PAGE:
In a totally different realm, McFadden cites psychiatry. “InnovaTel is a national telepsychiatry platform. There are thousands of community health centers in the U.S. providing behavioral care, however many regions of the country experience a severe lack of mental health professionals. InnovaTel had already been working with many of these centers by delivering virtual patient care in dedicated treatment rooms; a patient would come into the clinic and meet their psychiatrist on-screen. In response to COVID, the company pivoted to offer the option of treating patients in their home via a computer or phone. Today, in coordination with their clinic clients, over 75% of InnovaTel’s patients are receiving home-based psychiatric care.”
This is just the tip of the iceberg. Some countries are experimenting with fully virtual means of treating disorders around endocrine function, for example, so that patients do not need to travel to see scarce specialists.
2. Implications for suppliers to the healthcare industry
These new care delivery models can greatly impact suppliers to the industry. Prescribing patterns may change, for example, as patients can access specialists more easily. Patient appointments might be shorter, meaning that there will be a need for more support of patients in between visits to answer questions and counsel on issues such as lifestyle change and risk reduction; both life science companies and health insurers can play a key role in providing this. Sales will also change, as physician practices become harder to visit and are more bound up in tightly-administered healthcare organizations which provide doctors with less autonomy to choose among competing drugs and medical devices.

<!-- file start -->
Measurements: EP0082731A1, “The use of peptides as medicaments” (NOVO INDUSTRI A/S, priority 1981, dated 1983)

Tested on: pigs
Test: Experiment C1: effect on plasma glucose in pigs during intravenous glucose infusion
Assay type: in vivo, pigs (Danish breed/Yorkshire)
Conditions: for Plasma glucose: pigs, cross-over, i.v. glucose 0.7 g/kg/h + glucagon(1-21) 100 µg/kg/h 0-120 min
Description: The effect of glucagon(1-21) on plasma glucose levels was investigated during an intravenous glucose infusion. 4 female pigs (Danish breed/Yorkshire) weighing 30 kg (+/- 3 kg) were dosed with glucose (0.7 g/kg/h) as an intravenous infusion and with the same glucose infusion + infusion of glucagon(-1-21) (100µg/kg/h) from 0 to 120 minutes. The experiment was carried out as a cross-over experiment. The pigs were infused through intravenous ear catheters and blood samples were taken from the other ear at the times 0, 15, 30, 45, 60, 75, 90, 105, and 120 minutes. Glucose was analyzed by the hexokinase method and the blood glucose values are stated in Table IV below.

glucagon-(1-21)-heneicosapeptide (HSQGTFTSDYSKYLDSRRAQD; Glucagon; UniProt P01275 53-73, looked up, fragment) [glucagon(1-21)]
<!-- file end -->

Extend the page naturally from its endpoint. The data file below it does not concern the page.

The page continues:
3. Implications for healthcare providers
Health systems are generally not renowned for their fast-moving agility. But with the rapid arrival of telemedicine, speed will be essential. Companies that can facilitate this will be in winning positions. McFadden said of one example, “Early this year, Teledoc announced the acquisition of InTouch Health, which had built middleware to allow large hospital systems to deploy enterprise-scale telehealth. That transaction now looks very smart.”
McFadden does not expect that all health systems will be able to navigate this change. “As elsewhere in the economy, the strong will get stronger. Already, almost 50% of U.S. doctors are employed by health systems or large provider networks, and we should expect that to accelerate. It will take capital and expertise to weather this storm, resources to build technology and infrastructure.”
Indeed, the coronavirus has created a massive storm throughout the economy. With telemedicine, there will be winners and losers, but overall this is one set of changes that looks to create great benefit for the end users – the patients.